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Mahulawde v. Fashion Inst. of Tech.

United States District Court, S.D. New York
Dec 1, 2022
21 Civ. 3878 (PAE) (S.D.N.Y. Dec. 1, 2022)


21 Civ. 3878 (PAE)




PAUL A. ENGELMAYER, District Judge:

The Court has conducted a careful in camera review of defendants' withheld documents and accompanying privilege log, Dkt. 41 (log), which were delivered to the Court and filed, respectively, pursuant to the Court's November 10, 2022 order, Dkt. 40. The Court grants, in full, plaintiffs motion to compel production insofar as defendants have withheld items under the “self-critical analysis” privilege. Dkt. 37. See Dkt. 40 (parties resolved motion to compel as to deposition of Deliwe Kekana).

At the outset, and as the Court noted in the November 10, 2022 order, the existence of this privilege is unresolved in this Circuit. Arencibia v. Urban Pathways, Inc., No. 15 Civ. 6476 (JMF), 2015 U.S. Dist. LEXIS 165325, at *1-2 (S.D.N.Y. Dec. 9, 2015); see also EB. v. N. Y.C. Bd. of Educ., 233 F.R.D. 289, 295 (E.D.N.Y. 2005). Assuming arguendo that such a privilege may exist, the Court finds, emphatically, that it does not apply to the materials here. The question is not close.

This controversy in general resembles that in University of Pennsylvania v. E.E.O.C, 493 U.S. 182 (1990). The Supreme Court rejected a university's claim that a common-law privilege sheltered peer review documents relating to the tenure process from privilege. The documents at issue here are, if anything, are less amenable to a claim of privilege. Predominantly, they consist of witness statements, in the form of memoranda reflecting the factual accounts, by employees, of events relevant to plaintiff Dawn Karen Mahulawde's allegations of discrimination, a hostile work environment, and retaliation. These allegations arise in connection with the processes at the Fashion Institute of Technology (“FIT”) with regard to Ms. Mahulawde's course assignments and her retention as an instructor. The witness statements largely take the form of memoranda of meetings between FIT administrators and employee fact witnesses, at which the employee recalled events; to some degree, some memoranda also reflect the employee's perspective on plaintiffs claims. In substance and character, these documents are not different than the interview or factual memoranda that are routinely produced in pretrial discovery. Where such are withheld, they are typically withheld on the basis of claims of attorney client privilege or attorney work product. Here, however, there is no claim that these doctrines shelter the documents here.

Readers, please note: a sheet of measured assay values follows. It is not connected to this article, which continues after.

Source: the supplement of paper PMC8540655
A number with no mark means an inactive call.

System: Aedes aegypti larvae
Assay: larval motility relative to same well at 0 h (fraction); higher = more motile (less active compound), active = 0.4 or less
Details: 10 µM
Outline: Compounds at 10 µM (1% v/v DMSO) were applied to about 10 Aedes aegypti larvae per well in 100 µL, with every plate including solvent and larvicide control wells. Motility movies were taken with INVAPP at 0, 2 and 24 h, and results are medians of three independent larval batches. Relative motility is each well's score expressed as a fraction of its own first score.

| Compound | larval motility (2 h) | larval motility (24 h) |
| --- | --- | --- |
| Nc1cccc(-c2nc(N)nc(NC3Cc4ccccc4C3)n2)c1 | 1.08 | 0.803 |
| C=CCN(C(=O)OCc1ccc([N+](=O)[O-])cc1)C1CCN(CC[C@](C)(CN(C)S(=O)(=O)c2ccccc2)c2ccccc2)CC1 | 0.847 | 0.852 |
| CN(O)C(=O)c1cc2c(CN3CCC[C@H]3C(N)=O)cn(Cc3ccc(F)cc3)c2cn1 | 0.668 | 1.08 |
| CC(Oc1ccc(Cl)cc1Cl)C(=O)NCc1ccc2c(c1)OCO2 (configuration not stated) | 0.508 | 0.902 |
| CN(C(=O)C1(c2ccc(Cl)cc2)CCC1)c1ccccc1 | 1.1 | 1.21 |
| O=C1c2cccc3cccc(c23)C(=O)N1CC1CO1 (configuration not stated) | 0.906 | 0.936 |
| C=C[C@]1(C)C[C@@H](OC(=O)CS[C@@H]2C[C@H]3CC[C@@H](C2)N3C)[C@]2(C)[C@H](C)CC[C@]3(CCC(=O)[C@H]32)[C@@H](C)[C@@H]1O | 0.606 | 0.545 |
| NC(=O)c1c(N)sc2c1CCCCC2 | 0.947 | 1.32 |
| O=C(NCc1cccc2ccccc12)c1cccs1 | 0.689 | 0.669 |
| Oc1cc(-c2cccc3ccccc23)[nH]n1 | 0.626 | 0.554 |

These documents therefore fall clearly outside the scope of the self-critical privilege, to the extent it has been held to exist. As articulated, that privilege “is not absolute [but] applies only to the analysis or evaluation itself, not to the facts upon which the evaluation is based.” Trezza v. Hartford, Inc., No. 98 Civ. 2205 (MBM) (KNF), 1999 WL 511673, at *2 (S.D.N.Y. July 20, 1999). The documents contain limited analysis or evaluation. They are overwhelmingly factual in nature. Such analysis or evaluation as appears therein essentially entails factual commentary on historical events, including the divergent views of the FIT witnesses whether or not plaintiffs claims of discrimination, based on their observations and experience, were meritorious. The privilege does not extend to assessments of this nature. That the withheld documents report statements, see, e.g., Exs. 4-5,21, 24-25, or observations, see, e.g, Exs. 2, 29, by staff members regarding such facts is no basis for their withholding. See, e.g., Id.; E.B., 233 F.R.D. at 295-96 (reviewers' observations and results of staff member interviews not covered by privilege). Emails describing staff meetings, see, e.g., Ex. 1, scheduling meetings, see, e.g., Exs. 16, 35, exchanging documents, Ex. 13, or conveying plaintiffs complaint to defendant's Title IX coordinator, Ex. 14, also are not evaluative within the meaning of the privilege. Nor is the fact that certain meetings occurred or who attended them. See Exs. 23, 26